Deanna Salser – One To Tell The Grandkids

I really like how the author has perfectly described everything that’s going on in Nick’s mind throughout the story.

 

Honorable/Honourable Mentions

Johanna – Fernando

The image that this story builds, of three elderly women throwing a young man off the deck of a cruise ship, is just hilarious!

 
Ellen Grace – Lost At Sea

I really liked this story — it might have been a potential winner — although I feel that it could have made use of more words, and could have been expanded into a longer story.

 

Second Runner-up

Alysia Ascovani – Raison d’Etre

I found this story very enjoyable. It’s well written and very well paced.

 

First Runner-up

Kevin Curtis – Amazon Woman

What made me like this entry is that it is very hopeful. Also, I feel that it could be the start of a long, beautiful story.

 

And now, without further ado, we present the winners of Microcosms 153.

 

(insert drumroll here)

 

Community Pick

Alva Holland – Two of Three Chairs

300 words
Washed-up Actor; Mediterranean Cruise; Romance

‘Is this deckchair taken?’

‘No, it’s still there.’ Her eyes smarted as she shielded them from the hot Mediterranean sun.

‘Oh, very funny,’ he said, between two minds as to whether he’d move on to the next trio of chairs or take a chance on this comedian.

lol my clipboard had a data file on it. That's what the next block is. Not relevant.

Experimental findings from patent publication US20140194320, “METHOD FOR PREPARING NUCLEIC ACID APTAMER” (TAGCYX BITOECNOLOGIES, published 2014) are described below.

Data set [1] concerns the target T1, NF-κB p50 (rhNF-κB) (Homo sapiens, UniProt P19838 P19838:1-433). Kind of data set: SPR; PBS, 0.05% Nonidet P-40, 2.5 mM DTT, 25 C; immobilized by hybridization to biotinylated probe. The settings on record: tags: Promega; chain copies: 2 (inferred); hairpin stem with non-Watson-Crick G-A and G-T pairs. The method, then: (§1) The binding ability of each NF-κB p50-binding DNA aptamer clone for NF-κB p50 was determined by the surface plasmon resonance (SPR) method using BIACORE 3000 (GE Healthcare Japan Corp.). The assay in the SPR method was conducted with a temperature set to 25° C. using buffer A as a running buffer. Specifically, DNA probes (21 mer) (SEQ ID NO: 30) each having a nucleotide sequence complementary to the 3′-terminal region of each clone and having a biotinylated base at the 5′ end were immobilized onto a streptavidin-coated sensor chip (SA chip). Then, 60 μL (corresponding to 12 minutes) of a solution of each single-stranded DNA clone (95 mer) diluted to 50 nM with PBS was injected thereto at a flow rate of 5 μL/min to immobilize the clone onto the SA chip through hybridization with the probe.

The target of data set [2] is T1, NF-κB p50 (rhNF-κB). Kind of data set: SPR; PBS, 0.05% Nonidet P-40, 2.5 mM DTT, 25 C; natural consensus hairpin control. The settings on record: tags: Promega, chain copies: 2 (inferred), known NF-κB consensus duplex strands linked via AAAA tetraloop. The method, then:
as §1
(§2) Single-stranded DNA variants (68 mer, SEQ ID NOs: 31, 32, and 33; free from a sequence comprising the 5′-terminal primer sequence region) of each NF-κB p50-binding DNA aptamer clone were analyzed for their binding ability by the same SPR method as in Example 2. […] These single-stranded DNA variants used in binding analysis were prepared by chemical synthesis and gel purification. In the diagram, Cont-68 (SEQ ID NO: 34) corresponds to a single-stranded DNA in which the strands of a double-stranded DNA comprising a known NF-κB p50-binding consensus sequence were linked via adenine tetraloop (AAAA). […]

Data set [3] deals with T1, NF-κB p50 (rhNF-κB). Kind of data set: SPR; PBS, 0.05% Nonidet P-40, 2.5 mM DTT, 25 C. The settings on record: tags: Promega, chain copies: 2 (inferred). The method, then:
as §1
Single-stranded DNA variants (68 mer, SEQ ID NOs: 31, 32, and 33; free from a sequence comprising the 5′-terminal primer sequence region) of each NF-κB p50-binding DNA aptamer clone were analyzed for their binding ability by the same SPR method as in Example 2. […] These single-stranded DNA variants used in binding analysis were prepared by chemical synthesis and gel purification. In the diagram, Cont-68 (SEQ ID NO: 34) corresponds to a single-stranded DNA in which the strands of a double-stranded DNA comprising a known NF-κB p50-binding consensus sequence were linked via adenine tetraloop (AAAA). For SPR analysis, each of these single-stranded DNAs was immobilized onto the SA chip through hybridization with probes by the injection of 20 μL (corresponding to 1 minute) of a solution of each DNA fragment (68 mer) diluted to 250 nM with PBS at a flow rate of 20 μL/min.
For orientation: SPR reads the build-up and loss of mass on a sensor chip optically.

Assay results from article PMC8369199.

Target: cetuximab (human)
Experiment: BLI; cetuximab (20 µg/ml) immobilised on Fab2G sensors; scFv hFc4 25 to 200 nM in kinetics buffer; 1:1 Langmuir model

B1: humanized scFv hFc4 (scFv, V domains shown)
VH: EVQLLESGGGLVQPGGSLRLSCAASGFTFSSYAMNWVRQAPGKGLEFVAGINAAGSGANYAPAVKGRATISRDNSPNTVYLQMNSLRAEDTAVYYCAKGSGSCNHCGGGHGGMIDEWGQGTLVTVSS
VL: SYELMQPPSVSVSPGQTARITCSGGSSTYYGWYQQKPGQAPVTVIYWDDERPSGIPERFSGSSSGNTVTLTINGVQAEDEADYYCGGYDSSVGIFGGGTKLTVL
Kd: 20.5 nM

He sat down. She searched her bag for her shades which covered half her face when she donned them.

‘Please don’t feel you have to talk to me,’ he said.

‘Don’t worry, I feel no obligation whatsoever,’ she sighed as she returned to her book.

He glanced around at the half-empty deck, visualising a scene from his latest flop, where questionable dialogue was written by half-baked writers and poorly directed by a wannabe mogul.

‘I could write a scene for this, for you, if you’re interested?’

‘I could make a scene, right here, for you, if you even try,’ she said with a scowl.

Clearly, he’d have to change tack. ‘You look vaguely familiar,’ he said, with a nod towards her book.

‘I don’t do vague, and I’m trying to read. Do you mind?’

‘Sorry.’

Two power walkers rushed by, creating a welcome breeze. He watched the coordinated movement of their legs and hips as they negotiated the round of the deck. They reminded him of a time when his life was more structured, when he was part of a neighbourhood, not a permanently shifting stage, when mornings were filled with routine. Did he ever think he’d miss routine?

‘I’m finished with acting,’ he said with a slow nod.

‘Doesn’t seem like it to me,’ she said as she pulled her towel over her legs.

‘Aren’t you hot?’ he asked.

‘Aren’t you annoying?’ she barbed.

He stood up.

She lowered her glasses.

‘See you later, perhaps,’ she said.

‘Maybe,’ he said, acting again.

 

Judge’s Pick

David Lewis Pogson – The Nostalgia Industry

I’m a sucker for jaw-dropping moments at the end of a story, and the little twist here definitely made me go ‘Oh. Damn.’

297 words
Washed-up Actor; Mediterranean Cruise; Romance

There was always one. He was expert at picking them. She looked familiar. He was confident that they hadn’t met before although, honestly, he couldn’t remember. There’d been so many of them. He’d forgotten them all — names, faces, bodies. This one followed the pattern: young, attractive, available. Each Mediterranean cruise provided a new romance until the cruise ended and he moved on to the next one.